Happy Independence Day.

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Enter Peace

June 24, 2016

As Britons were hitting the exits from the European Union, the world had a moment to appreciate the vote of confidence in peace cast by Colombia’s President Juan Manuel Santos, as he closed the “End of Conflict and Cessation of Hostilities” ceremonies at the Laguito Convention Center in Havana on Thursday.

“This is a peace of everyone, without exception,” he said. “This is the peace we have been dreaming about.” He then shook hands with “Timonchenko,” the FARC’s guerrilla commander Timoleón Jiménez, who said so powerfully, “May this be the last day of war.”

While the Washington Post emphasized the agreement announced in Havana is not a final accord, it “essentially amounts to an end to the fighting. It means the two sides have worked through some of the most sensitive aspects of their negotiations, particularly the nuts and bolts of getting 7,000 heavily armed FARC fighters to come down from the mountains, lay down their guns and begin a transition to civilian life under the protection of Colombia’s security forces, their lifelong enemies.”

The deal effectively brings to an end a horribly violent 52-year old conflict that killed as many as 220,000 people, Euro News said. The final agreement is expected to be signed July 20th.

This is, of course, an astounding, long-sought achievement by the FARC and Colombia’s government, with the Colombian people the principal beneficiaries. But, it is also an occasion to consider the role that Cuba played in the talks, which began in Havana in November of 2012, and what this process says about the normalization of relations between Cuba and the United States currently underway.

When the ceremony took place, Cuba, along with Norway, was recognized for the role it played as co-guarantor. Thursday, for example, UN Secretary-General Ban Ki-moon congratulated both countries for devoting “considerable diplomatic skills” to the peace process, as did U.S.

Secretary of State John Kerry. At a background briefing, a senior official at the State Department reiterated that “as the host and facilitator of these talks, we believe that Cuba played an important role.”

What was that role? Colombia’s former High Commissioner for Peace, Daniel García-Peña, said yesterday on Democracy Now, “The Cubans have, from the very beginning, offered a very significant support for the process.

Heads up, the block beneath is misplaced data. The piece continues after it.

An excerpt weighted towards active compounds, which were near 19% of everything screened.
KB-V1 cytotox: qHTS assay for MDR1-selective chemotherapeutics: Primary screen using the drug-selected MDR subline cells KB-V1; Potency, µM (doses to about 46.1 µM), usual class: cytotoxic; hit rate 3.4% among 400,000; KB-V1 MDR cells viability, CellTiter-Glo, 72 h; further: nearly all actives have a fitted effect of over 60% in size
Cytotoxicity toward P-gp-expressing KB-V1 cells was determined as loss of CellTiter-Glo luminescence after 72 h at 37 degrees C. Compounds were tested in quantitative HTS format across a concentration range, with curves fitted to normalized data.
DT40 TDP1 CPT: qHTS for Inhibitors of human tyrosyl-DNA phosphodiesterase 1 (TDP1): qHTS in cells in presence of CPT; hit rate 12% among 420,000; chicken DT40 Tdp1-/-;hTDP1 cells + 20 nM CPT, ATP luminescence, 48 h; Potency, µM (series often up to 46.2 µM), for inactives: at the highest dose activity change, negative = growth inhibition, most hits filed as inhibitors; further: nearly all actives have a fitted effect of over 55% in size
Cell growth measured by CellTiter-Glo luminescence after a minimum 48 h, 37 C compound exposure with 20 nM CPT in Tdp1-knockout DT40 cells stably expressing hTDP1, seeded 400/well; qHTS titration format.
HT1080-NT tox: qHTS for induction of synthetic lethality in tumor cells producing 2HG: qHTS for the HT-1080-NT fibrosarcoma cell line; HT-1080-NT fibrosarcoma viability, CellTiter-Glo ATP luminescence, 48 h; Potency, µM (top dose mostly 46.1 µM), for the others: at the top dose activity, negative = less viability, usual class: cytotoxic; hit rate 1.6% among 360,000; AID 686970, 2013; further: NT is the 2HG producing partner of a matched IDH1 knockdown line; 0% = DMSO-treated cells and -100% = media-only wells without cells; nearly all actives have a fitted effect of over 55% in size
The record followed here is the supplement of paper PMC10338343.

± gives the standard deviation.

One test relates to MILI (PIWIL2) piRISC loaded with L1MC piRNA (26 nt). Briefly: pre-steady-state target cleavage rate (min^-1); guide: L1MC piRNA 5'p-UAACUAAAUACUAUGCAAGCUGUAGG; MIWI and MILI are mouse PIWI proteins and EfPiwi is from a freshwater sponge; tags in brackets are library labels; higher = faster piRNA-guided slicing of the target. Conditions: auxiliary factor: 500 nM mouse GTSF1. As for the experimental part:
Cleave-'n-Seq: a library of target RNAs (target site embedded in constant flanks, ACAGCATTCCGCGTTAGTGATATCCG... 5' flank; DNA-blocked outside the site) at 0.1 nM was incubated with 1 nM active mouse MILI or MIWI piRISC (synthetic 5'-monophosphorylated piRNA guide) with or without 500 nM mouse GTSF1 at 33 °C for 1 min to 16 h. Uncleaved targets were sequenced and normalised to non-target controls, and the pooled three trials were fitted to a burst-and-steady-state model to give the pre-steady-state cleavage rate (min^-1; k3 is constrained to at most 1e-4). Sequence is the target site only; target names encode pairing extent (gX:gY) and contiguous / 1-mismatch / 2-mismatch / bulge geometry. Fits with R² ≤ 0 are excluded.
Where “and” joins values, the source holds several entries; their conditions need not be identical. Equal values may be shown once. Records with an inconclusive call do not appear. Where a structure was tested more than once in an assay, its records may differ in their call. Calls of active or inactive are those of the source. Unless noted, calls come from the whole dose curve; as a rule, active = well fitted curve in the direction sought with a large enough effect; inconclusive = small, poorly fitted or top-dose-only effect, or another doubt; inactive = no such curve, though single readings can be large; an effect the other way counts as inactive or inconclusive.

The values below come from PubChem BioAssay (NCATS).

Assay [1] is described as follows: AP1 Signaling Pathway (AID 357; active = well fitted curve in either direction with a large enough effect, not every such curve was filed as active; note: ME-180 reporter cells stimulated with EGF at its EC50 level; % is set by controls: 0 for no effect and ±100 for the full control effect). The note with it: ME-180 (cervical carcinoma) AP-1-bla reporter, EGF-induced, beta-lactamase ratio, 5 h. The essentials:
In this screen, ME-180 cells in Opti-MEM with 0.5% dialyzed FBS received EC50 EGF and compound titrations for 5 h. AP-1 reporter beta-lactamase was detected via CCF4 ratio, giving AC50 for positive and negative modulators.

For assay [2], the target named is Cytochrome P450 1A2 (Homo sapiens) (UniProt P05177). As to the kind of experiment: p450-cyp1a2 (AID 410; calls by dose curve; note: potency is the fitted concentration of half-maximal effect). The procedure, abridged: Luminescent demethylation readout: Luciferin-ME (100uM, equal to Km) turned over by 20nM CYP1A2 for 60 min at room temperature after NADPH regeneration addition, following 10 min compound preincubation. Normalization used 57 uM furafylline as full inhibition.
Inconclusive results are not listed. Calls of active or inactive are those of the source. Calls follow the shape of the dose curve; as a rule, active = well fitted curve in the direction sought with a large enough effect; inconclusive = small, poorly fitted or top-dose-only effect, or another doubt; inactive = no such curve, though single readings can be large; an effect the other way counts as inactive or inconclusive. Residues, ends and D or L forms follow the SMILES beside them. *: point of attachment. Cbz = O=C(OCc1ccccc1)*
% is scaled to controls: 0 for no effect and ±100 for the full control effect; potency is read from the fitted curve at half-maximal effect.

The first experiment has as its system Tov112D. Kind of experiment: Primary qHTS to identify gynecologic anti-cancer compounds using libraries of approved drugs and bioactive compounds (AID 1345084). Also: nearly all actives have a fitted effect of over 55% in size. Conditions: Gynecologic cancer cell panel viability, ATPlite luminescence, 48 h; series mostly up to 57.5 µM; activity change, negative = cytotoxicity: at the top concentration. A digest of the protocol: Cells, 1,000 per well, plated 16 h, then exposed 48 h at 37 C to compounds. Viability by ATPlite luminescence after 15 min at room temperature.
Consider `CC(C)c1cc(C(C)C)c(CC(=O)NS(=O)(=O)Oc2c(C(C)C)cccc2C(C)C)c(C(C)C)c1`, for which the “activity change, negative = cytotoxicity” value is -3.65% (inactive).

“The FARC, as many guerrillas in Colombia and throughout Latin America, see the Cuban revolution and the Cuban government…with great respect. And the pressure that the Cuban government has put on the FARC and the guerrillas has been quite significant, but also the way that they have been very discreet in allowing the Colombians, both the government and the guerrillas, to really take the lead and to drive this process.”

We’d point out that when Cuba’s government was pressuring the FARC to make peace, the U.S. government penalized it with a heavier load of U.S. sanctions due to its State Department designation as a state sponsor of terror; in part, for hosting FARC members in Cuba while the negotiations were taking place. After the December 17th, 2014 diplomatic breakthrough with Cuba, President Obama moved to drop Cuba from the list.

García-Peña also added, “The fact that Cuba is entering into a new moment of its relations with the United States…is one of the aspects that weighed heavily upon the Colombian guerrillas to understand that to continue the armed struggle simply had no future whatsoever.”  What happened in U.S.-Cuba bilateral relations helped nudge the parties closer to peace.

But, Eric Farnsworth, Vice President of the Americas Society and Council of the Americas in Washington, speaking to the Christian Science Monitor, said the U.S. role was also distinctive because we didn’t try to control the process, and we spoke with a lowered voice: “And it has struck a lot of people as a new day in Latin America when the U.S, says, ‘It’s up to you guys to do this deal, but we will do what we can to support it.'”

This suggests that a prediction made by Eric Hershberg and Bill LeoGrande in their new reader, “A New Chapter in U.S.-Cuba Relations,” is coming to pass more quickly than most. In it, they write, “A successful conclusion of peace talks between the Colombian government and the Revolutionary Armed Forces of Colombia (FARC) which have been facilitated by Havana, may add to awareness in Washington of the constructive role that Cuba can play in realizing common objectives.” At a time when hardliners in Congress are making mischief with proposals to stop U.S.-Cuba cooperation in security affairs, this points to the need for more collaboration, not less.